The Blue Ridge Parkway: Built by the CCC and Now Protected By the Land & Water Conservation Fund

Blue Ridge Parkway vista    Photo: National Park Service

The Blue Ridge Parkwayfirst conceived in 1933 to connect Skyline Drive to the Great Smoky Mountains National Park — is a feast for the eyes, designed by landscape architects specifically to showcase a variety of vistas and views.  But preserving them requires conserving parcels along the boundaries of the Park, which, as This American Land explains, the government’s Land and Water Conservation Fund (LWCF) makes possible.  The Park is 469 miles long and took decades to complete — its construction involved several New Deal jobs programs including the Works Progress Administration (WPA) and the Civilian Conservation Corps (CCC).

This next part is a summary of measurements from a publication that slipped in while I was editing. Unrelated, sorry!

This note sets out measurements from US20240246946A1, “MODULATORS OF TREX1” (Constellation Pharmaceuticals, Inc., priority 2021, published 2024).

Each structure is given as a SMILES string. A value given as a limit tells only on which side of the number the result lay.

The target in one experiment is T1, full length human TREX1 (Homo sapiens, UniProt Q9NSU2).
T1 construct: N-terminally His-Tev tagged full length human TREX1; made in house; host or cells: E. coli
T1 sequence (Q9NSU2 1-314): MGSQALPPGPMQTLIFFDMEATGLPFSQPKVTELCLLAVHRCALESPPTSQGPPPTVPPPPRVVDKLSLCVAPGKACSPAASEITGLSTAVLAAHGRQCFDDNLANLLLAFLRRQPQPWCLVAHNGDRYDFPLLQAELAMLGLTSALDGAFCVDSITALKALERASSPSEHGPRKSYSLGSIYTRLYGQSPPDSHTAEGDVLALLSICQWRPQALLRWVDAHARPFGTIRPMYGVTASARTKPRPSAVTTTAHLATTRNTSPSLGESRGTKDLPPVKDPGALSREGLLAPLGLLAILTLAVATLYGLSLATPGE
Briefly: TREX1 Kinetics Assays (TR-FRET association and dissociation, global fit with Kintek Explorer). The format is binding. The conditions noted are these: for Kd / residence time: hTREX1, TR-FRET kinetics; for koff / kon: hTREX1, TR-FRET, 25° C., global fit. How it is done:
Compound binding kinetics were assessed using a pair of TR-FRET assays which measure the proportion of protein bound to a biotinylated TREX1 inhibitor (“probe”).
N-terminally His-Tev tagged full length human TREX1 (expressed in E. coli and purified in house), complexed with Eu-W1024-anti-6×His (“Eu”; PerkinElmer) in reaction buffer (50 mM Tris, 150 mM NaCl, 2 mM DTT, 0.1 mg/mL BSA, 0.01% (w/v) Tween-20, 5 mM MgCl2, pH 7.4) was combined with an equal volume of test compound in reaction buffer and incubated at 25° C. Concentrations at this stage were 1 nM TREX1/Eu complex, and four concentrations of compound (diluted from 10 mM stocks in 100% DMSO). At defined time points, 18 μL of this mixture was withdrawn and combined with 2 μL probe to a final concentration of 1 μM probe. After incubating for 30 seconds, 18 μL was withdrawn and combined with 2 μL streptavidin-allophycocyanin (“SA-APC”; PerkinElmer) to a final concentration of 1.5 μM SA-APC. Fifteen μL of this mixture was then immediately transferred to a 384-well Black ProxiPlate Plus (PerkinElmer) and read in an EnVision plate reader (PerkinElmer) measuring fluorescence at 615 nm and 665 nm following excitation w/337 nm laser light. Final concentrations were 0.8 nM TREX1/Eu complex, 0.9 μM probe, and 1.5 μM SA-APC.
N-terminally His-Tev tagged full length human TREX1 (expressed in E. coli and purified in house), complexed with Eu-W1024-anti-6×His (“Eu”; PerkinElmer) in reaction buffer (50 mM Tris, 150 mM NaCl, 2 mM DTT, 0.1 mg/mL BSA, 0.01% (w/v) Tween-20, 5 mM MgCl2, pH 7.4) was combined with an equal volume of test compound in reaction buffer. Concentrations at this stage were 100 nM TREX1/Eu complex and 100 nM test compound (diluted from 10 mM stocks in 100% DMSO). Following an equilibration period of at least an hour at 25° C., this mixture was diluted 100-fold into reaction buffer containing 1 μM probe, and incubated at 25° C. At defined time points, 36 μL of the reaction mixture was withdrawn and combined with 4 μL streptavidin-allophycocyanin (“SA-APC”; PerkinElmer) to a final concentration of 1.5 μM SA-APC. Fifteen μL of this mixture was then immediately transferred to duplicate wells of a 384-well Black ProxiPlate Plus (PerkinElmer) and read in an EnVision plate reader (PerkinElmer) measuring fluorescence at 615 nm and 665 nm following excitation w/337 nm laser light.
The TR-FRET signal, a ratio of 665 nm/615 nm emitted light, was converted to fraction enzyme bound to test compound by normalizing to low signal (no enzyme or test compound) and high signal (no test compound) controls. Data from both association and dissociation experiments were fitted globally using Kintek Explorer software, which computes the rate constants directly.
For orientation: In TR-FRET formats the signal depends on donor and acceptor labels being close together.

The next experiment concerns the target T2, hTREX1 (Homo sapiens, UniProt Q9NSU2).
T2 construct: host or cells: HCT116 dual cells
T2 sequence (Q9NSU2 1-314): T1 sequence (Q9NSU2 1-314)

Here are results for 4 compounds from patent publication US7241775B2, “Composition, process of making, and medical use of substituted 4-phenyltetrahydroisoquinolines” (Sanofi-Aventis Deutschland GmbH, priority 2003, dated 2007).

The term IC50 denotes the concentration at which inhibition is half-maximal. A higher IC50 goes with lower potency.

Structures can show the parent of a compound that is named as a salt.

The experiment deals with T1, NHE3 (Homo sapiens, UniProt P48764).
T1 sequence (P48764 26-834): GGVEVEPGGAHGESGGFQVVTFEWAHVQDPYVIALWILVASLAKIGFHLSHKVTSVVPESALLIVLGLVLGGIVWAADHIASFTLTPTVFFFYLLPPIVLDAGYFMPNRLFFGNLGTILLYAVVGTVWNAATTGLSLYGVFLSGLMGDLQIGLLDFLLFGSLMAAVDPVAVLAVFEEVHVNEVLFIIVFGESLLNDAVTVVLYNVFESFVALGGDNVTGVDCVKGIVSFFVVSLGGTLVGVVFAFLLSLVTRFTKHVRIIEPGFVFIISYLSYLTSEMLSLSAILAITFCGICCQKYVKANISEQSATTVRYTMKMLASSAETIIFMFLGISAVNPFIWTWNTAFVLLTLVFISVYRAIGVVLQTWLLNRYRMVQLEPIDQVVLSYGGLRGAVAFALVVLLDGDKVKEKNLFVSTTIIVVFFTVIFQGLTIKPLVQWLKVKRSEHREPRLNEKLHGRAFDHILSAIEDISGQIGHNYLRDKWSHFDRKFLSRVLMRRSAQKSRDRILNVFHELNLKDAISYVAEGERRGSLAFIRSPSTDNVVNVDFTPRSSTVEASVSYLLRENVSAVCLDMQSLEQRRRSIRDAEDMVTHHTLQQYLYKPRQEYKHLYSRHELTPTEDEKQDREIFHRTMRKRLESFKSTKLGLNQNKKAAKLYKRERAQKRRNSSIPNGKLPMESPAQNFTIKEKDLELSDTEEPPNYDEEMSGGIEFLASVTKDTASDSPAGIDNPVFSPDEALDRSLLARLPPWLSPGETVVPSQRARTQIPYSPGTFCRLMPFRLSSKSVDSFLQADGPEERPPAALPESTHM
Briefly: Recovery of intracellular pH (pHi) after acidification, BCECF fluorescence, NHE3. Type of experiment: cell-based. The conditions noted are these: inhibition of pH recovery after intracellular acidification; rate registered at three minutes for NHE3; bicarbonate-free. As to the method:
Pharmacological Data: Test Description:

Why This Matters:  Built as a result of some of the most important job-creating programs of the New Deal, the Blue Ridge Parkway boosts local economies all along its path.  The Parkway’s economic benefits are as important today as when it was built.  If Congress takes up a fourth stimulus bill aimed at economic recovery and putting people back to work, then programs like the ones that created this national treasure and boosted parks across the nation ought to be part of the package.  And they should provide permanent funding for the Land and Water Conservation Fund – a bill pending in Congress now — right away.

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